Carpeting the ground with drifts of white, pastel pink, and soft blues, Grecian Windflowers are the epitome of spring. The large, star-shaped flowers are set off by ruffled green foliage that form a mat a foot across and only a few inches high. Anemone blanda is a delightful addition to any informal landscape.
The flowers are grown from dried tubers planted in early fall. Pick a site that will receive partial shade come spring, perhaps under deciduous shrubs or trees such as crabapples or hawthorns. When naturalized, their simple, daisy-like blooms contribute an informal feel to woodland gardens. Or try them as a groundcover under tall spring bulbs—drumstick alliums, fritillaries, and the like. For the most impact, choose companions that bloom at the same time as the windflowers.
While in active growth, the plants prefer a damp but well-drained soil rich in organic matter. In areas where the soil has little humus, you may need to add a three-inch layer of compost. April snowstorms usually provide enough moisture. If not, irrigate to keep the soil moist, but never soggy.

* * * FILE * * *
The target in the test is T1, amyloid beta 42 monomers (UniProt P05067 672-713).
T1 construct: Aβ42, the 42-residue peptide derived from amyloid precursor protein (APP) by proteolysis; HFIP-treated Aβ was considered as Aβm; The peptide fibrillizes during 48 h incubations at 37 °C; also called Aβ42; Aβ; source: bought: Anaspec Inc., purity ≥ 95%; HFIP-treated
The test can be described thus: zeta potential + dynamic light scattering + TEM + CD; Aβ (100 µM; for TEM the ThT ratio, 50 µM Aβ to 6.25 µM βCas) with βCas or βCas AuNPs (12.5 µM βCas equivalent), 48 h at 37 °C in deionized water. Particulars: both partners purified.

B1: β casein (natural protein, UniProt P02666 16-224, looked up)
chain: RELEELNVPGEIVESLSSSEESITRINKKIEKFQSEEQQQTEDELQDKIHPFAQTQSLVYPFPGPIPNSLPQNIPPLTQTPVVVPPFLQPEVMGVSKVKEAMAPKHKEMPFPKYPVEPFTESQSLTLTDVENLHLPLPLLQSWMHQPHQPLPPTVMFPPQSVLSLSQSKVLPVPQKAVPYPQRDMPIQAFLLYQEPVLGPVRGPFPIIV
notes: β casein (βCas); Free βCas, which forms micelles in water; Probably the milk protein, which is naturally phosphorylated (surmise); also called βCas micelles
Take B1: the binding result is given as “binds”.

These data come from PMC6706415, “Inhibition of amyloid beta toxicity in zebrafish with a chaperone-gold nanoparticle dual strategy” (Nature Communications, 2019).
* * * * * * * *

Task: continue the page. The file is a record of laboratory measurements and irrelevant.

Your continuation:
The tubers are placed scar-side up, two inches deep and eight to twelve inches apart. Cover with soil, then add a three- to four-inch layer of mulch to insulate against the coldest winter nights and the occasional too-warm mid-winter day. Finely cut leaves will emerge in the spring.
After bloom, let the foliage continue to make food for the tubers until it dries naturally. Unlike many bulbs, Anemone leaves quickly turn brown and drop off, keeping the garden tidy. Once the tubers are dormant they require a dry period just as they had in their native eastern Mediterranean homeland, so keep them away from thirsty annuals and perennials.
Windflowers do best in USDA Zones 5 (4 if mulched) through 8. They will thrive in most parts of the inter-mountain west, but they’re not suitable for the highest altitudes or hottest deserts.
Unfortunately, Anemone blanda isn’t completely fool-proof. The plants are vulnerable to a number of diseases—downy mildew, leaf and stem smut, and rust are possible, especially in areas of high humidity. Caterpillars and flea beetles might find the leaves and flowers delicious, but we should not eat them. All parts of the plant are poisonous when ingested, and the sap can cause inflammation and blisters.